But while we fear demo day, it is also the the thing we want most. We crave acceptance — not rejection — at that critical juncture. We want to tear down the walls and have a different reception: Babe you are incredible. I love every part of you. Even the parts that are under construction. We want someone to witness the breaking and putting back together. We want someone to marvel at the beautiful thing we become. And yes, we want them to work alongside us as we become this beautiful thing. Total acceptance. Joy in the journey. Anticipating the outcome.
HGTV has taught me many things. It’s taught me that subway tile is *always* a suitable back splash. That killer biceps are a result of scrubbing bathtubs. And that sometimes, real estate agents are glorified marriage counselors. But most importantly, it’s taught me the gravity of segmentation, the value of demolition, and yes, the beauty of redemption.
Men are freaking incredible.
As a female, I feel relatively alone in this assertion. Too much talk about ‘toxic masculinity.’ Too many workplace females trash-talking their husbands in the break room. Overall, too much negative talk about men.
Well, here’s to being very unpopular. Let me tell you what I absolutely love about masculinity.
Men are present.
I love how men lean in and listen when I speak. I love how engaged and attentive they are, how they probe my mind in such a way that makes me feel, in that moment, like I am their whole world. When I am all over the place, masculinity provides a grounded presence — a safe place for my thoughts to land. I love how they fearlessly speak the truth, regardless of outcome or perception. And how they encourage me to do the same.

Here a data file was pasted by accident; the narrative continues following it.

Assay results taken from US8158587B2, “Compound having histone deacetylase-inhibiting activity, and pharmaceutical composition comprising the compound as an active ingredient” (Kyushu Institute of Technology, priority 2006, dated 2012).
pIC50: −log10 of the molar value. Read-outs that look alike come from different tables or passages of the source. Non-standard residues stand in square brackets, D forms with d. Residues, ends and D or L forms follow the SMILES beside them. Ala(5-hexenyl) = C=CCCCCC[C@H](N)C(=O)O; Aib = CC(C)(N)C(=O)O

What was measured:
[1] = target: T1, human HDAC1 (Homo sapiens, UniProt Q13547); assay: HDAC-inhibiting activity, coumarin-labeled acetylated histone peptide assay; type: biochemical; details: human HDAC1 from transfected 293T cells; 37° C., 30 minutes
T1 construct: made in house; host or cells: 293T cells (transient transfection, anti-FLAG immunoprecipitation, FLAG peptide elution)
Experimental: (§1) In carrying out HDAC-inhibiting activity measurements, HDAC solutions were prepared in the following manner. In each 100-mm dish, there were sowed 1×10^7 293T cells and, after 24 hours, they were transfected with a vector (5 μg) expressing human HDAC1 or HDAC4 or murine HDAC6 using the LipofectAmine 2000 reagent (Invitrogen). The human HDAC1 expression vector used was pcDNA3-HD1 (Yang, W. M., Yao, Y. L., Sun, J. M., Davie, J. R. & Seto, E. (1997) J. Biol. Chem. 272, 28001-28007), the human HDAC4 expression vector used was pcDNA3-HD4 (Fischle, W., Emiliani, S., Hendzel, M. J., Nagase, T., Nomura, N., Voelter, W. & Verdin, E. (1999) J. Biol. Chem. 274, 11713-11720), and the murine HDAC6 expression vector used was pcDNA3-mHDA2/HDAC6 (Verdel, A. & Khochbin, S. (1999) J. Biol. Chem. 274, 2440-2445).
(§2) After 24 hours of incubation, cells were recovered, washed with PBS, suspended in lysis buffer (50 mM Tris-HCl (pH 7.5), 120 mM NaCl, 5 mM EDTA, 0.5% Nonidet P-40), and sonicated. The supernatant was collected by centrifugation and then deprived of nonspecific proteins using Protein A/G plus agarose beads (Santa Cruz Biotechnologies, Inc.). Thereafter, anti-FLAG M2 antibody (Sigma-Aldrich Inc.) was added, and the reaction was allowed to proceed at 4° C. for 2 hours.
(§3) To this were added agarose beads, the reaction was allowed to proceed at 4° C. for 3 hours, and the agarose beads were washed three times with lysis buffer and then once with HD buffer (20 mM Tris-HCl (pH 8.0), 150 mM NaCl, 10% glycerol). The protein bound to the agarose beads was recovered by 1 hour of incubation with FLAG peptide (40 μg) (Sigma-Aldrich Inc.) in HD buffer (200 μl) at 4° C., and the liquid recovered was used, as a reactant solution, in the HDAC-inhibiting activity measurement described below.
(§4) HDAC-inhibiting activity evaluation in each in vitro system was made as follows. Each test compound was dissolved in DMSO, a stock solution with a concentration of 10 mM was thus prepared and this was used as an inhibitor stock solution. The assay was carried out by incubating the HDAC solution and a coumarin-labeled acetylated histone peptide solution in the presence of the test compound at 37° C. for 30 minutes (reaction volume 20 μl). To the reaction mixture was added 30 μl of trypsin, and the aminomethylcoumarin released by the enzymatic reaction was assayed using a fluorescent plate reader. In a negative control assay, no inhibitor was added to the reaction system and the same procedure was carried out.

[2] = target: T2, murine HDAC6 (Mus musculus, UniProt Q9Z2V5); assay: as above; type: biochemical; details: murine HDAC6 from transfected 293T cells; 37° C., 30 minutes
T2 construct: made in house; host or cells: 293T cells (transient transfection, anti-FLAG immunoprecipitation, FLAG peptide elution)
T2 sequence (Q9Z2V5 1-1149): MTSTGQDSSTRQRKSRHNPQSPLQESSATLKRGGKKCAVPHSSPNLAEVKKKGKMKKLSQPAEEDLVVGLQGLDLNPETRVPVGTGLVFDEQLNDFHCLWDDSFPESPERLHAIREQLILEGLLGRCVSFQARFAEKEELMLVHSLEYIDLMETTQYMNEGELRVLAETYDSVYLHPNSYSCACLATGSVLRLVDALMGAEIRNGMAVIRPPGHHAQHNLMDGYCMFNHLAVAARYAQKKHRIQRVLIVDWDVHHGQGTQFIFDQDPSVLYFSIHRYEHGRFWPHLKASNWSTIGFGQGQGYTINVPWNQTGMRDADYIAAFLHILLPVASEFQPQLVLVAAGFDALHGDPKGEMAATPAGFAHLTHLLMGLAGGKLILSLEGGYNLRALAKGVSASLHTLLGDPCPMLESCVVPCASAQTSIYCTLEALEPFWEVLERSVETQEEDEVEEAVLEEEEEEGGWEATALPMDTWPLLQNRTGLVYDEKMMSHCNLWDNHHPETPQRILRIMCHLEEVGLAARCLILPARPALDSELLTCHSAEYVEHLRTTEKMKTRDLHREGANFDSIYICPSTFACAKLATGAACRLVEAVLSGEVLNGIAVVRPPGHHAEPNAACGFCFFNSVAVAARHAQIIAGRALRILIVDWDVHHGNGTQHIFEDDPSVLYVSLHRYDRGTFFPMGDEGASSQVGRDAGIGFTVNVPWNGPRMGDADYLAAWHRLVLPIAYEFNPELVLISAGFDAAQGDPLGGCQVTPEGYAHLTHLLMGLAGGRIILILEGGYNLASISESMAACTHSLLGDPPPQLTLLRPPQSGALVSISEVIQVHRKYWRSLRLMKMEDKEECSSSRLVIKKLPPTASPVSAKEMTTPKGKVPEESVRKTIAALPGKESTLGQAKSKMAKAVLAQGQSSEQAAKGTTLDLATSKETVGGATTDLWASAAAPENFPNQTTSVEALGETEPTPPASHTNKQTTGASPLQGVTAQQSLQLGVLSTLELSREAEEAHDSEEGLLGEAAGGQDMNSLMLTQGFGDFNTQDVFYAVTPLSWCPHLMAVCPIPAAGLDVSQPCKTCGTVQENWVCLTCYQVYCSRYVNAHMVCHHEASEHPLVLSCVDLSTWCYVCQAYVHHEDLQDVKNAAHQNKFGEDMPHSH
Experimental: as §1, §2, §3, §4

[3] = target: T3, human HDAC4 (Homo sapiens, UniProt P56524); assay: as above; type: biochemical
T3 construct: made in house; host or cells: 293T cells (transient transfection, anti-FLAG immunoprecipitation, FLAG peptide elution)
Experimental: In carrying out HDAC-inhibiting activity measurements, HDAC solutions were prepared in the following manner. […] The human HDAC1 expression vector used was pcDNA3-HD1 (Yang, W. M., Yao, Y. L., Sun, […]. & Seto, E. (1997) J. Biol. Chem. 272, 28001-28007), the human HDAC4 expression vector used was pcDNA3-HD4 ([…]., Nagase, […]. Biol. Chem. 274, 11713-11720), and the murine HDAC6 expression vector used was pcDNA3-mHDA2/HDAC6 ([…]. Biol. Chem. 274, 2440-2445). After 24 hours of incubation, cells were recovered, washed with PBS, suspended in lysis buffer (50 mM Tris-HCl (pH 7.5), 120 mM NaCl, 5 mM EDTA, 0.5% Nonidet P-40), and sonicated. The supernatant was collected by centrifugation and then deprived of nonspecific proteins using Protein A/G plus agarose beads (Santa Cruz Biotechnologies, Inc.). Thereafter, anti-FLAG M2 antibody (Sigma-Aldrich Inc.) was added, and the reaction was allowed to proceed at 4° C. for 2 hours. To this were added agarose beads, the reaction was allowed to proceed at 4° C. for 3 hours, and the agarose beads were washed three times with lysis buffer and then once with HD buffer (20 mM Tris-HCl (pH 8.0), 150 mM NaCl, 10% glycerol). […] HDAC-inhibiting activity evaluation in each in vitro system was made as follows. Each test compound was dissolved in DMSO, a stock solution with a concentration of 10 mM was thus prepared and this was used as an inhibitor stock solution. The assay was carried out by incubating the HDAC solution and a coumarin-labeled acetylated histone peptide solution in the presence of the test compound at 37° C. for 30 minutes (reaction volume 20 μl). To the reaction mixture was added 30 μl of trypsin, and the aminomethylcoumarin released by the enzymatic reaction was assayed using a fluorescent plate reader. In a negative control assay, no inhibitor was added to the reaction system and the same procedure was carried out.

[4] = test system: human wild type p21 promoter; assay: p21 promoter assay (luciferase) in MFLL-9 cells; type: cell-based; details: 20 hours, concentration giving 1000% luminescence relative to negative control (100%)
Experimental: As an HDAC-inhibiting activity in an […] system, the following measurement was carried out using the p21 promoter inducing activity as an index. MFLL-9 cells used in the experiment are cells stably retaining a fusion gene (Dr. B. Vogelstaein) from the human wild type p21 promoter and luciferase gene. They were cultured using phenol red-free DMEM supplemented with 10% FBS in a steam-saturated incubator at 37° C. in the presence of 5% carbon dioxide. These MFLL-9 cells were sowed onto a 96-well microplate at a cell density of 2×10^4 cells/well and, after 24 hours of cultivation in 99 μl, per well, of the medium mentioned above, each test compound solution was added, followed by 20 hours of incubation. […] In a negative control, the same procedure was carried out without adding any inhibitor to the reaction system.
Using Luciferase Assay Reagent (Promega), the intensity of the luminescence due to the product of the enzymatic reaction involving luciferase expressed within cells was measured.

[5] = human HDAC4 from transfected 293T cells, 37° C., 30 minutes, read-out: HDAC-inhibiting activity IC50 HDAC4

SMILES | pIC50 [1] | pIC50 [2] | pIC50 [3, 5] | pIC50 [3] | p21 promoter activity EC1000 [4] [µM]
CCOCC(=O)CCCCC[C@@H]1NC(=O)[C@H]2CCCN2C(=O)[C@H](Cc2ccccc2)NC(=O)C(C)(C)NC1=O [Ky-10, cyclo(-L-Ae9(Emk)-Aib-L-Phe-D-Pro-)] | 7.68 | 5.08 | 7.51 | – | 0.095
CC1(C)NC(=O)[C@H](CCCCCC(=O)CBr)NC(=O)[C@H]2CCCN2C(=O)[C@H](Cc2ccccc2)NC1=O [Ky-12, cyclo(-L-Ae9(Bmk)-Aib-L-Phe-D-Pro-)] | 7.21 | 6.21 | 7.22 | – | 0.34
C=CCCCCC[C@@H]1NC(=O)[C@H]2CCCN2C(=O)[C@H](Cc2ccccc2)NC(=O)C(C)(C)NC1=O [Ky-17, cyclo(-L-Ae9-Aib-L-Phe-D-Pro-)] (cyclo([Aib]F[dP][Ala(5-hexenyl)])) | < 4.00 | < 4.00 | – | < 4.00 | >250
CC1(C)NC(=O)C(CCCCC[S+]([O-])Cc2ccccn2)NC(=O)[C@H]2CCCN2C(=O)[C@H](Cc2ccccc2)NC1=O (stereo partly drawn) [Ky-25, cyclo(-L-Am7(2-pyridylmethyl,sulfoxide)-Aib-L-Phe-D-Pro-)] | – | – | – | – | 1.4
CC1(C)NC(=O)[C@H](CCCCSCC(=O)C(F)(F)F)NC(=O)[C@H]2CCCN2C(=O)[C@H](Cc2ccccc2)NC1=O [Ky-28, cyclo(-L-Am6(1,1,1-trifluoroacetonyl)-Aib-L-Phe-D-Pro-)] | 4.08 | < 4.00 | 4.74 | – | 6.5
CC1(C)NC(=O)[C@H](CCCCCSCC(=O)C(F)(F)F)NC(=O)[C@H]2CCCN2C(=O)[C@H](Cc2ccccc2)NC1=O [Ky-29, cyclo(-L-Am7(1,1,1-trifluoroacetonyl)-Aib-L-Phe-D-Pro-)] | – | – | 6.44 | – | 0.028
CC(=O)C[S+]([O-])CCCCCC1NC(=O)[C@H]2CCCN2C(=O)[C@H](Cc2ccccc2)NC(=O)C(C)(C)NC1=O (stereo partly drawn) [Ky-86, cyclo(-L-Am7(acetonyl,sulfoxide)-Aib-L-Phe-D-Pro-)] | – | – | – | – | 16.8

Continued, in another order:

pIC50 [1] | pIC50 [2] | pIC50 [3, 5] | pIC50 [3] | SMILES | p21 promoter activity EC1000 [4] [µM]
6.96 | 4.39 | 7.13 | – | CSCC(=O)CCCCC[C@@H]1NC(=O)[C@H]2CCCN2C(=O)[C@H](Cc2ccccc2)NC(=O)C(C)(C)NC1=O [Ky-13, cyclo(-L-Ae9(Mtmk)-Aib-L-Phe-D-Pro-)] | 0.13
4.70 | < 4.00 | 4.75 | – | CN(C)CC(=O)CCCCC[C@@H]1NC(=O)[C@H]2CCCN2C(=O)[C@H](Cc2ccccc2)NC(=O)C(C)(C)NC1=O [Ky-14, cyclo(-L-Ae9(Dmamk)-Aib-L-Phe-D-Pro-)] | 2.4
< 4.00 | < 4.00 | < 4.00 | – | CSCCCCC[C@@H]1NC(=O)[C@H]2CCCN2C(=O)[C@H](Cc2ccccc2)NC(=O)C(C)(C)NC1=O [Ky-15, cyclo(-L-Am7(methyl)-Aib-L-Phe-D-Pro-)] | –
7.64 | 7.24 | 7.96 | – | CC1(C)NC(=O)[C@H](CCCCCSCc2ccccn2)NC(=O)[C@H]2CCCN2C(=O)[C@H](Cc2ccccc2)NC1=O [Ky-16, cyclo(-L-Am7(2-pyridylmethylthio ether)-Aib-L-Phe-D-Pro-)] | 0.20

I love how men lead. How they take control of things. Not in such a way that stifles me, but in a way that gets the ball rolling while happily welcoming my input. I love the way they hold space for me to flourish. Their low-key charming ability to get me to laugh in any situation. They step up so as not to leave me in the dust, but rather, so I can have a worthwhile shoulder partner when I take a step forward.
And…romance. I love how they know exactly when I need a back rub. Or a bar of a chocolate. Or a soft touch on the small of my back. Masculinity wants to please, desperately, and they do this with their presence. Their unapologetic, focused, and intentional presence. And it is marvelous.
Men are protectors.
There is something in the heart of man that compels him to protect. When someone is in distress or trouble, masculinity rises to the occasion — to provide solutions, to provide comfort, and often, to provide rescue. Feed My Starving Children, Compassion International, Destiny Rescue — all founded by men. Men who saw children, the most vulnerable of our society, in trouble and took massive action to protect them.